These moments of connection and relationship through their network permeated into their adventure in renovating this motel and impacted their business goal. It says so in their mission statement: “People are what matter most and connecting through our stories is where the best of life happens.”

This statement was crafted as they reflected on how they could use their history and experiences as resident director (RD) and youth pastor within their new business. 

“With both of our vocational backgrounds, the idea of stewarding environments is a big part of the ministry and higher education,” said Kayleigh. “If you can cultivate an environment of connection and safety, people thrive. That’s our heart for people.”

The idea of stewarding environments is a big part of the ministry and higher education. If you can cultivate an environment of connection and safety, people thrive. That’s our heart for people.

They’ve already connected with some regular guests. 

“There’s one guy who is building a tiny house up the hill and he stays here sometimes,” said Tyler. “It’s to the point where we were like ‘I think we’re going to invite him to Thanksgiving.’”

The lodge opened on time and the first couple of months were sustained by walk-in guests. Their proximity to the Continental Divide Trail and other outdoor excursions set them up for success, according to Kayleigh. And, she said, the views and adventures are really what drew them to this place, much like the tourists.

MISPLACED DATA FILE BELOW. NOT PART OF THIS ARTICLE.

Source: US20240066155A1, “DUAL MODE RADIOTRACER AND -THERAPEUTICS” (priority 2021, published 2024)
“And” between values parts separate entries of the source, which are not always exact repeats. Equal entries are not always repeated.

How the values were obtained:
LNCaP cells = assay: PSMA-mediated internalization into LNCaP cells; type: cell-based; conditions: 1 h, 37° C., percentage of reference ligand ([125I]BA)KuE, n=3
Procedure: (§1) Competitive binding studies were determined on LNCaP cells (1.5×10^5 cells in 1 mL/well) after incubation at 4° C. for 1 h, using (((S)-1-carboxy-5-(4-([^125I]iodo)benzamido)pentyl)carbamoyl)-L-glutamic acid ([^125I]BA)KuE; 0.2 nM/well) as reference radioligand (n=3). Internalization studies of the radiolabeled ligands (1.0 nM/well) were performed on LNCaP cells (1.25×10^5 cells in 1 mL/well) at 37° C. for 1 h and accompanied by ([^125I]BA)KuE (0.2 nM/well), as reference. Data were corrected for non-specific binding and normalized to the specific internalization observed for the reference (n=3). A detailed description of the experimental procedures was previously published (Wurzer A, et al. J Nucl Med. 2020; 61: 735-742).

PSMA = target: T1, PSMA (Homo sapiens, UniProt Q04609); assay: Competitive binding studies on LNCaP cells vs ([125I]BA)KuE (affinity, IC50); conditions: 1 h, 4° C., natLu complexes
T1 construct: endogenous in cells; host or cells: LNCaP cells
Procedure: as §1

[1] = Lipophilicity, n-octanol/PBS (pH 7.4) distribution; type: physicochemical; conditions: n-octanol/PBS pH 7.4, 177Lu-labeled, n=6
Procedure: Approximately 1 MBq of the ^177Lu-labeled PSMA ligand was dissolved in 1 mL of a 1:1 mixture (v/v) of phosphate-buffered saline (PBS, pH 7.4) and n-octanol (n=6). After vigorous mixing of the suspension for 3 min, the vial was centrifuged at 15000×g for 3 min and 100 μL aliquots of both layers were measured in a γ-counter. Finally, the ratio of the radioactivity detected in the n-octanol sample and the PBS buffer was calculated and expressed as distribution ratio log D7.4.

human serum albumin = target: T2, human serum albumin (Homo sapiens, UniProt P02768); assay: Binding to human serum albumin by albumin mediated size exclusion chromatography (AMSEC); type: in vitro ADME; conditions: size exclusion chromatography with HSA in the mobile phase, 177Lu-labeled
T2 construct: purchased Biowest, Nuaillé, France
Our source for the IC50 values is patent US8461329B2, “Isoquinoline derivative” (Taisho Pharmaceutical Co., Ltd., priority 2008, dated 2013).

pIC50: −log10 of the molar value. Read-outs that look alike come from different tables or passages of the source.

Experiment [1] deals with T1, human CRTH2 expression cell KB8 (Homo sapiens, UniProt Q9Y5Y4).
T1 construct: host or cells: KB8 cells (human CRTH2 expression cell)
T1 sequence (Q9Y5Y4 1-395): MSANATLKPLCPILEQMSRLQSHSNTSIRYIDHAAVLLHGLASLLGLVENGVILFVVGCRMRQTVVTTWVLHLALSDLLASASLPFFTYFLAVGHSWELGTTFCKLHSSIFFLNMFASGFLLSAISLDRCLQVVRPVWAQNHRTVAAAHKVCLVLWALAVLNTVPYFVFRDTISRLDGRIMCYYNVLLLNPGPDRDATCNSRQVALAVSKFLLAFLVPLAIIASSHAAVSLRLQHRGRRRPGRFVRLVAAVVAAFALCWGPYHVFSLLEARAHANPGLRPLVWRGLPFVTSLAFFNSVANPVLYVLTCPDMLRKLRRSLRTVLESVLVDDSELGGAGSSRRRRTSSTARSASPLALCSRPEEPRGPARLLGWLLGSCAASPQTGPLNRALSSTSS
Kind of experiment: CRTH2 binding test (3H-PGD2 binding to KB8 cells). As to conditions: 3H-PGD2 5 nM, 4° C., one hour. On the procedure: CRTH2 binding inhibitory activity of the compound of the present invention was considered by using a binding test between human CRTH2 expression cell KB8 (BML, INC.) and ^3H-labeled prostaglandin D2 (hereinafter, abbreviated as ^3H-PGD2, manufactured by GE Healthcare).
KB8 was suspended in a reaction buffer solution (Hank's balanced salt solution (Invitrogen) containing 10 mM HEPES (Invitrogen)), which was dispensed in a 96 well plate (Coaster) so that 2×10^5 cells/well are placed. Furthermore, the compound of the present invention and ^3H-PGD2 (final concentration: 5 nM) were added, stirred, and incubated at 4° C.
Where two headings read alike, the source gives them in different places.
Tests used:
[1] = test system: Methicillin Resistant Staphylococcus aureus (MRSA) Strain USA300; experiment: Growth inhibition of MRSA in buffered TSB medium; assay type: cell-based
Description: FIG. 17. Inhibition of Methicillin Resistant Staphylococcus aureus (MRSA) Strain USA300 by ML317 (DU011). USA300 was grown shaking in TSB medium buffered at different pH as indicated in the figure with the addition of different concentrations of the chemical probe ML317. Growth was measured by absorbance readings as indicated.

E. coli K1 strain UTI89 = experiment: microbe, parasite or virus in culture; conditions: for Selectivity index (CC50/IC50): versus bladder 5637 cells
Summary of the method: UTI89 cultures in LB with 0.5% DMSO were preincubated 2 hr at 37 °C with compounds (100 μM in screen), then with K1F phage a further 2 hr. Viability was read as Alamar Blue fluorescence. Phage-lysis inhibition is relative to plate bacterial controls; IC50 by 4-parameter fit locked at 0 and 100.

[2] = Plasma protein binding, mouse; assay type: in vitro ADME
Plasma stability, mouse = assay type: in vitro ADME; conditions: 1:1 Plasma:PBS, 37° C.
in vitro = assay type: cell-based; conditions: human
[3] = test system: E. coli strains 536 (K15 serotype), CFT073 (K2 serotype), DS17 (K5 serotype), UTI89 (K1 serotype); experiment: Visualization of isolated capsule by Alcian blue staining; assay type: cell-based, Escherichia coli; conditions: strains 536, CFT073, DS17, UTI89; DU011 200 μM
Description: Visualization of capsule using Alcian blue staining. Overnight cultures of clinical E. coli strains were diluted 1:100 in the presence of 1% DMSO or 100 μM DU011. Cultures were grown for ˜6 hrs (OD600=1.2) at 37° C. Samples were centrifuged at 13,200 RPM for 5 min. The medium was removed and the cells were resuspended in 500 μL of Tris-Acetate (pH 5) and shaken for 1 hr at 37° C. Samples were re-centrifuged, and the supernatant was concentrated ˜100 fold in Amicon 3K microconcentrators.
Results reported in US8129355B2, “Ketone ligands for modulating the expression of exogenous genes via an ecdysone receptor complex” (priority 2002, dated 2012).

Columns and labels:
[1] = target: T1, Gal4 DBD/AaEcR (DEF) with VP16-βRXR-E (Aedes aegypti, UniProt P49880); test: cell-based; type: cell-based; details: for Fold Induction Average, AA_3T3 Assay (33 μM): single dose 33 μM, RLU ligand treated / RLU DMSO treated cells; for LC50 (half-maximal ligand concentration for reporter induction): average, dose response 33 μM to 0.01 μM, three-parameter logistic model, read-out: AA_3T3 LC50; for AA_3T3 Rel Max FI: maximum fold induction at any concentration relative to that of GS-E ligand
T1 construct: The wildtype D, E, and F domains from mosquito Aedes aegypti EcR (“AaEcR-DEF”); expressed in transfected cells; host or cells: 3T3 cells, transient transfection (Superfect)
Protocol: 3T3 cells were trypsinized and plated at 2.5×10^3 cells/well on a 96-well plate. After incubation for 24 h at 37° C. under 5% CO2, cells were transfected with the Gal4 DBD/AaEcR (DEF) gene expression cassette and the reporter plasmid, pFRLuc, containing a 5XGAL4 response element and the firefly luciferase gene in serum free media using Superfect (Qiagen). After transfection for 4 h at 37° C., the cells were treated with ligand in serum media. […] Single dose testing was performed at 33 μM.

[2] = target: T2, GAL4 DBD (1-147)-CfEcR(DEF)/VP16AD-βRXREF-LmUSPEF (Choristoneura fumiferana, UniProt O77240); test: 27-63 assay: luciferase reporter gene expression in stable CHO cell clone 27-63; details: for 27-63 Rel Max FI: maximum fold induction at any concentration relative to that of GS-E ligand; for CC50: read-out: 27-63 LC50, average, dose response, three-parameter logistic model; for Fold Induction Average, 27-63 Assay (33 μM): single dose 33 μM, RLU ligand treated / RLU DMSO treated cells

“It’s like living at Loma. For 10 years I woke up to the ocean at my feet; it would blow my mind away. That’s something that’s really sweet about living here.” 

Legendary is a term that could be used to describe the 13,000-foot mountain peaks just a five-minute drive from Jackalope Motor Lodge, but, according to Kayleigh, legendary equally describes the experience they hope to manifest for their guests. 

“‘A legendary stay’ is our main tagline. This is such a place to just be, and hopefully in that space connection is cultivated. That’s totally what we’ve seen come to life.”

To learn more about the Jackalope Motor Lodge check out their website here.

Jackalope Motor Lodge photos courtesy of Jonathan Coti.

Lainie Alfaro is a student at PLNU studying journalism and international studies. She’s currently opinion editor at The Point, PLNU’s student-run newspaper.